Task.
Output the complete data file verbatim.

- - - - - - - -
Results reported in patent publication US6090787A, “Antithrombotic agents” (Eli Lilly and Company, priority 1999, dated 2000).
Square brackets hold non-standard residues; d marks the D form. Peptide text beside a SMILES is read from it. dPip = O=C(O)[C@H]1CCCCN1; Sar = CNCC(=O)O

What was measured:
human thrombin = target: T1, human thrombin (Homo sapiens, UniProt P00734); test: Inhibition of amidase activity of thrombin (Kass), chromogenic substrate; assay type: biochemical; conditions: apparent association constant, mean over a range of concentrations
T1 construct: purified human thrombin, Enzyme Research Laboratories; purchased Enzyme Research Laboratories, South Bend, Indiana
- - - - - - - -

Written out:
Results reported in patent publication US6090787A, “Antithrombotic agents” (Eli Lilly and Company, priority 1999, dated 2000).
Square brackets hold non-standard residues; d marks the D form. Peptide text beside a SMILES is read from it. dPip = O=C(O)[C@H]1CCCCN1; Sar = CNCC(=O)O

What was measured:
human thrombin = target: T1, human thrombin (Homo sapiens, UniProt P00734); test: Inhibition of amidase activity of thrombin (Kass), chromogenic substrate; assay type: biochemical; conditions: apparent association constant, mean over a range of concentrations
T1 construct: purified human thrombin, Enzyme Research Laboratories; purchased Enzyme Research Laboratories, South Bend, Indiana